Nonstick Pan Safety ANSWERS


Some of the chemicals in this nonstick pan
could be hazardous to human health — also the chemicals used to make it back at the
factory. However, that doesn’t necessarily mean this is dangerous to cook with. In fact,
the weight of scientific evidence and expert opinion is on the side of this being quite
safe to cook with, as long as you don’t get it way too hot — and even if you did that,
it probably won’t be a very big of a deal, unless you already have a cardiorespiratory
disease or if you are a bird. But it’s not all good news. Bad chemicals
used in the production process for pans like these are everywhere in our environment. They’re
probably in your body right now, whether you cook with one of these or not. Details? Field trip to the National Institute
of Environmental Health Sciences in Durham, North Carolina, where Dr. Mimi Huang is a
post-doctoral fellow at the National Toxicology Program. Hey, does she cook on Teflon? “Uh, yes, I do. Because I’m really lazy and
I don’t feel like soaking my pans in the sink just to scrape off the stuff off the bottom.” Scientists — they’re just like us! So what is Teflon? Well, Teflon is a brand
name. For the rest of this video, we’re gonna try to refer to the chemical at the heart
of all such pans — PTFE. “Yeah, and so that’s basically just a carbon
chain with a ton of fluorines all around it, and it makes it — because of the way the
chemical is, it makes it very resistant to reacting with other sorts of chemicals, or
dissolving other chemicals, which makes it a very good nonstick coating.” And that’s the same factor that makes these
things pretty safe to cook with. The manufacturers may tell you to replace them the second you
scratch them and they start to chip, but… “…as I mentioned before, the chemical structure
makes it pretty inert, and so if you were to ingest, you know, a chip of your Teflon
pan, that would probably go through your system pretty harmlessly.” Good, because I’m guessing I probably ate
that chip right there. A lot of manufacturers also tell you to never
put your nonstick pans in the dishwasher. Dr. Huang says that probably doesn’t have
anything to do with safety. “I’d imagine their main concern might be that
it might degrade the coating faster, and so that would decrease the quality of their pans.
And so, to avoid unhappy customers, they might recommend not putting it in the dishwasher,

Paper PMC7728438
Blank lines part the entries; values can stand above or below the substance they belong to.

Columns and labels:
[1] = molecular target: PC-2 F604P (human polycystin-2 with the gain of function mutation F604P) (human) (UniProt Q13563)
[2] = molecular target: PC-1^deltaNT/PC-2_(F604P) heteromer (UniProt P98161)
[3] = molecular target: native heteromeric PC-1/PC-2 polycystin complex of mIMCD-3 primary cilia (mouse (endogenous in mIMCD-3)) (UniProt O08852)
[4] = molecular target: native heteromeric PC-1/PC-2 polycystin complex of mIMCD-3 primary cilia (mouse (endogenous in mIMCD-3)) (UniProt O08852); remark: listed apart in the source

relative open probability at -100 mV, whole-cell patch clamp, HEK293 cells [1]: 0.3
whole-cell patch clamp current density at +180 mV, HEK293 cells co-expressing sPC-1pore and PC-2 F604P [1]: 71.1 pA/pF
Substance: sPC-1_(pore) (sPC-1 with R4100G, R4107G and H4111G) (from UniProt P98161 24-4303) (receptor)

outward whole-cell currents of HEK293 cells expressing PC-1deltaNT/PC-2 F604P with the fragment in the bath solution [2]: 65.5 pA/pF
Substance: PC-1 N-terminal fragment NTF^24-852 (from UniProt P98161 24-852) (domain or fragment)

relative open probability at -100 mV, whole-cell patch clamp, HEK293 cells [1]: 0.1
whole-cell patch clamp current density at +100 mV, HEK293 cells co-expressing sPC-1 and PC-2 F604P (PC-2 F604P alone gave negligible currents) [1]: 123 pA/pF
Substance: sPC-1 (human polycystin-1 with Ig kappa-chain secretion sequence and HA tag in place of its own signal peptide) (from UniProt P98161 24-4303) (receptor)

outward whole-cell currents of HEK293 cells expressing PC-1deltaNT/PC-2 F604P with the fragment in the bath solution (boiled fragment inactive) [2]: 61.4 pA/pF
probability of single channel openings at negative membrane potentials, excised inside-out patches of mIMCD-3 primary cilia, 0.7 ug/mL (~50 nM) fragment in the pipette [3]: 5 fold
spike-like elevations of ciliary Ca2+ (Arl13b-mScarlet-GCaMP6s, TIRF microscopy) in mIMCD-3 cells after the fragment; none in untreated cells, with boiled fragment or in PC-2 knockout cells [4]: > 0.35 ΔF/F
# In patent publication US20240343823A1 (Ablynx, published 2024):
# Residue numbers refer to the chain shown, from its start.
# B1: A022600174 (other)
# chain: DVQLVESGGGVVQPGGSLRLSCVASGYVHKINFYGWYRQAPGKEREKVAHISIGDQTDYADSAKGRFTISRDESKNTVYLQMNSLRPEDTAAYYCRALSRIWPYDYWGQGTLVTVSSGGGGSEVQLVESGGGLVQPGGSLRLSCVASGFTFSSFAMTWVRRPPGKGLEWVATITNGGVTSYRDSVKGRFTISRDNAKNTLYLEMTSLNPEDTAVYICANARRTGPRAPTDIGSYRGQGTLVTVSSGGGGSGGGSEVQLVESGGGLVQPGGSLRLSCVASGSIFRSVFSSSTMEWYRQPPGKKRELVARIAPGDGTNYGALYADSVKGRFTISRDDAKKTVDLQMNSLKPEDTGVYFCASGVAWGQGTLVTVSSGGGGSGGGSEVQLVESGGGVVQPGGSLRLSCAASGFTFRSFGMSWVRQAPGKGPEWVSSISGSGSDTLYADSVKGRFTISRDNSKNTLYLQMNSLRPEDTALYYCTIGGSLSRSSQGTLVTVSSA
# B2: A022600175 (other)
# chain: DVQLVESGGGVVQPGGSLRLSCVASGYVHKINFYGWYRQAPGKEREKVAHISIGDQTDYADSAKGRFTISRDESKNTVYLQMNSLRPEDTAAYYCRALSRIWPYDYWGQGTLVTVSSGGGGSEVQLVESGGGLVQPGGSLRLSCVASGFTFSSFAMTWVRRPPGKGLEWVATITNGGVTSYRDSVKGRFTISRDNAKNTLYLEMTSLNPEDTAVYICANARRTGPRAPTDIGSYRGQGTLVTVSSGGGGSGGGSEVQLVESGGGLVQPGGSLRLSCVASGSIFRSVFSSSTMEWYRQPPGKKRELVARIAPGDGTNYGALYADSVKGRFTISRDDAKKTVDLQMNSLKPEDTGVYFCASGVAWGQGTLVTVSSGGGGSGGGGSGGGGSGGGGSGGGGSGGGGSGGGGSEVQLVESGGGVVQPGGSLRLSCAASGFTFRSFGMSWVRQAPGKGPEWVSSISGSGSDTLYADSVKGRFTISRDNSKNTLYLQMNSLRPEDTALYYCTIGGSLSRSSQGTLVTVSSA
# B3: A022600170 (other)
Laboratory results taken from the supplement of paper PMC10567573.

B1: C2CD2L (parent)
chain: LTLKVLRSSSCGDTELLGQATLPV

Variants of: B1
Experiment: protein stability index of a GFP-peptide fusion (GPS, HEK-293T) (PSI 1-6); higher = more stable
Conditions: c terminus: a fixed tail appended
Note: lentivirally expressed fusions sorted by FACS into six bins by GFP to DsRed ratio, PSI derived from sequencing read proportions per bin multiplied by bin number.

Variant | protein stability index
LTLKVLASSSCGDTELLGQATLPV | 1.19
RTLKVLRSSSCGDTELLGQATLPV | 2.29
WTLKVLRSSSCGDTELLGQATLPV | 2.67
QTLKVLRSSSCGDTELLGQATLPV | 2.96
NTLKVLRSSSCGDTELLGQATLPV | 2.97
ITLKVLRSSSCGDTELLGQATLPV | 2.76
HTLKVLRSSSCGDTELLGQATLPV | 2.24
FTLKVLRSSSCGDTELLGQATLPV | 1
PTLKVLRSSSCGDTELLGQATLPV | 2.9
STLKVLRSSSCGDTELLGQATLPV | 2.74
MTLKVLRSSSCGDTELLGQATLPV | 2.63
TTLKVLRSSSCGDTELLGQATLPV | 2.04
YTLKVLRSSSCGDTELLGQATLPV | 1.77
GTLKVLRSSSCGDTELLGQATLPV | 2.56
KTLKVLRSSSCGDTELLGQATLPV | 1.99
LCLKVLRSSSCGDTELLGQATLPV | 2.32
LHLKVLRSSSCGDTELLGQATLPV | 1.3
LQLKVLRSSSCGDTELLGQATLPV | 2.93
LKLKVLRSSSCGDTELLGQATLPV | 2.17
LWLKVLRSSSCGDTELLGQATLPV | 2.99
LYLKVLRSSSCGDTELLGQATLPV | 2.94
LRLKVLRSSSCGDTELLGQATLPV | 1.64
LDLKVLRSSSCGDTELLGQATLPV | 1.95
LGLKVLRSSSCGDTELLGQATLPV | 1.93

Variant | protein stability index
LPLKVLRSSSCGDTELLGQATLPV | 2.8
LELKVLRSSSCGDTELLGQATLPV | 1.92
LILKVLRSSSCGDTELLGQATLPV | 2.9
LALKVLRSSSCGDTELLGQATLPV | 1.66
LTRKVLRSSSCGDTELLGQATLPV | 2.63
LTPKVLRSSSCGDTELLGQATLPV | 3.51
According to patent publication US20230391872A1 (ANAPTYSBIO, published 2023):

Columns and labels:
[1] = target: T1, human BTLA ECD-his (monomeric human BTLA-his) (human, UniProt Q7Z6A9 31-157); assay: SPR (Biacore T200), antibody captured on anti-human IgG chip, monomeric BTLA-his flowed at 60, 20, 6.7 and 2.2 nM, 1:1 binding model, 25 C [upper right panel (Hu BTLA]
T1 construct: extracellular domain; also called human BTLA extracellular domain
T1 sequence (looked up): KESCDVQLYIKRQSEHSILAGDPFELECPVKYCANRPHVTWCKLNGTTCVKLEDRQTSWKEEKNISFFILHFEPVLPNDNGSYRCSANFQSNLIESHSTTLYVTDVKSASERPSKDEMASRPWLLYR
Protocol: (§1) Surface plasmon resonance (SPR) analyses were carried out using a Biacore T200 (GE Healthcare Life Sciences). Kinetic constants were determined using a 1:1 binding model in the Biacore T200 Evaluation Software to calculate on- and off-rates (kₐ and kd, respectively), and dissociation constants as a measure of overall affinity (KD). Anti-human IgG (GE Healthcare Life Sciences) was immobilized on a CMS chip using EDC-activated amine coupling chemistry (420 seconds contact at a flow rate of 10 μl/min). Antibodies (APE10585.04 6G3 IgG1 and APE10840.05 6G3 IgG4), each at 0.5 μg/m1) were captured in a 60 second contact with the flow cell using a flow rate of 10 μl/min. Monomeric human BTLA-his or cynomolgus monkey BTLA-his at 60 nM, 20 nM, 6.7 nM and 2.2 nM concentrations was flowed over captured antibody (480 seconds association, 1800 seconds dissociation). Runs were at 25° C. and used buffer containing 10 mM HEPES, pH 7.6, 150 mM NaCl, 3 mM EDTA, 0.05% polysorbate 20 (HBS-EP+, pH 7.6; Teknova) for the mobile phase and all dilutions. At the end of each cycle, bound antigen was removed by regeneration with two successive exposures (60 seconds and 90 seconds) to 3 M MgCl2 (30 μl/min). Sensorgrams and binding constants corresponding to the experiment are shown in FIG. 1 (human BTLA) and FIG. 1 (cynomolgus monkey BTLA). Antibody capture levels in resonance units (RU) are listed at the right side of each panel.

or getting new ones after they scratch it. Plus, I’m sure that encourages people to buy
more, right?” Ah ha! You know, about 10 years ago, I decided
I’m gonna stop tearing my nonstick pans to shreds. I’m gonna get a really nice, expensive
one, and I’ma treat her right. I literally scratched it the very first time I used it.
Nonstick pans scratch and chip, it’s what they do. Funny enough, when you make a chemical
that doesn’t stick to things, it’s hard to make it stick to things, like the bottom of
the pan. I strongly believe that my possessions should
serve me, I should not serve them. So my approach these last few years has been to buy relatively
inexpensive nonstick pans, use them, abuse them, and just replace them every few years. There actually is one health risk posed by
PTFEs in the kitchen, and that is a very rare disease called polymer fume fever. It’s a
thing that can happen if you overheat your pans. We’ll talk more about that in a minute. Real quick, let me thank the sponsor of this
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and enter my offer code adamragusea80. That’s in the description. OK, the so-called Teflon flu. This really
is a thing that you can get from working with these pans. “If you get them really really hot, they will
start to vaporize — so, basically, it’ll come off of the pans.” And if you breath that in, you can basically
get a little flu — fever, chills, that kind of thing. But in most known cases, it only
lasts a day or two, and then that’s it. Researchers believe it only poses a serious health risk
to people who are already sick, and/or people who breath in a TON of the fumes. Also, yes,
birds. Nonstick pans do kill birds, that is a thing that veterinarians talk about. Now, how hot do you need to get this thing
before you risk the flu? “This is at, like, temperatures way higher
than I presume most people are using. These are temperatures that would burn your food,
and you would clearly see some degradation of the pan that you’re using at the temperatures